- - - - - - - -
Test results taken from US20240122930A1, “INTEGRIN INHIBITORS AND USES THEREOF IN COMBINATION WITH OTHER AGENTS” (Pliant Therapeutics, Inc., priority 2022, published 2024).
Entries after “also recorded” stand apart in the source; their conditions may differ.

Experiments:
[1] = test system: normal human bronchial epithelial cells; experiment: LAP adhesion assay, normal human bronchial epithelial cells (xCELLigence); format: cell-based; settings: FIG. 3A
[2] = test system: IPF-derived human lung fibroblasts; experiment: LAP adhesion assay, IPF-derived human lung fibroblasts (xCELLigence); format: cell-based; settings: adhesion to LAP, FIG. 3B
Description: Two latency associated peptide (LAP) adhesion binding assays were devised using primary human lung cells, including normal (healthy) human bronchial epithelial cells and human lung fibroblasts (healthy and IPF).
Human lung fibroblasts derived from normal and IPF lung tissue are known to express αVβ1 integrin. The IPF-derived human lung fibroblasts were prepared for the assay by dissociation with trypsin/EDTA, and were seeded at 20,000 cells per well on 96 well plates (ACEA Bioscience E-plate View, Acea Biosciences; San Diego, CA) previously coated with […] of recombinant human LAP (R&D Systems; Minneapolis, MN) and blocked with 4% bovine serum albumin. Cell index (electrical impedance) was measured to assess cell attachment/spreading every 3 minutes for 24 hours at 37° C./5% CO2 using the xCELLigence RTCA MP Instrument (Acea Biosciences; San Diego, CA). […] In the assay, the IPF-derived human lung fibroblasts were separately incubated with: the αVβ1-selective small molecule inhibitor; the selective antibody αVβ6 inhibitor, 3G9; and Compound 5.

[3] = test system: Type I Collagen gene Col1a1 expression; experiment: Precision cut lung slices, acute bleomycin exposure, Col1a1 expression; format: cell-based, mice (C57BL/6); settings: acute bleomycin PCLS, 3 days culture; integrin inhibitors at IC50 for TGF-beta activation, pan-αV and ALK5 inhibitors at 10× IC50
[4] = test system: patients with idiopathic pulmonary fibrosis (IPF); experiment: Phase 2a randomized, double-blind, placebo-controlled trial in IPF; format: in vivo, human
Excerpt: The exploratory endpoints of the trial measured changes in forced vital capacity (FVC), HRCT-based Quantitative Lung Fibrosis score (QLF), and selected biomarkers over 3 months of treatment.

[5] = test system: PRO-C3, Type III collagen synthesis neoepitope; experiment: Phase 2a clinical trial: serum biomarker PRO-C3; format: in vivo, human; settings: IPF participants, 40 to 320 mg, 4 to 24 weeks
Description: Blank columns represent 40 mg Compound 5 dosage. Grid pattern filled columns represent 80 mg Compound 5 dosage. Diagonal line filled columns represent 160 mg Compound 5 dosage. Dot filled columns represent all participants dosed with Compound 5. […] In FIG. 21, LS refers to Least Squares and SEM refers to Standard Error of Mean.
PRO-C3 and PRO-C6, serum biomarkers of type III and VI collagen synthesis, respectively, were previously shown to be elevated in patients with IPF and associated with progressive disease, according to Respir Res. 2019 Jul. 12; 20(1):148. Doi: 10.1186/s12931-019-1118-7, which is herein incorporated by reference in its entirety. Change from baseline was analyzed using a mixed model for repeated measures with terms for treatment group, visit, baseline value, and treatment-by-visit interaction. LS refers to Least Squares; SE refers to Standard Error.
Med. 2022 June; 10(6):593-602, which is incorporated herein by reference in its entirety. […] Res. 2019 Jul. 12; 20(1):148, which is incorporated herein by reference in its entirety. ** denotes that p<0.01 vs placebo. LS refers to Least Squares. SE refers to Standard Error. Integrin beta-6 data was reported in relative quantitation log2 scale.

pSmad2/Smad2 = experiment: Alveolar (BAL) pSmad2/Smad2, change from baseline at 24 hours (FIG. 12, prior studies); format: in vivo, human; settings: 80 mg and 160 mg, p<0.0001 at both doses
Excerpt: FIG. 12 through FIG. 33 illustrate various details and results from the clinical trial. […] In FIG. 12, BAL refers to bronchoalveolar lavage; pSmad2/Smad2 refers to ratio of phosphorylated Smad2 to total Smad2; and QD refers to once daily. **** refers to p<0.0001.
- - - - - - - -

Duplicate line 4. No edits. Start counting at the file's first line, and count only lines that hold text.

[1] = test system: normal human bronchial epithelial cells; experiment: LAP adhesion assay, normal human bronchial epithelial cells (xCELLigence); format: cell-based; settings: FIG. 3A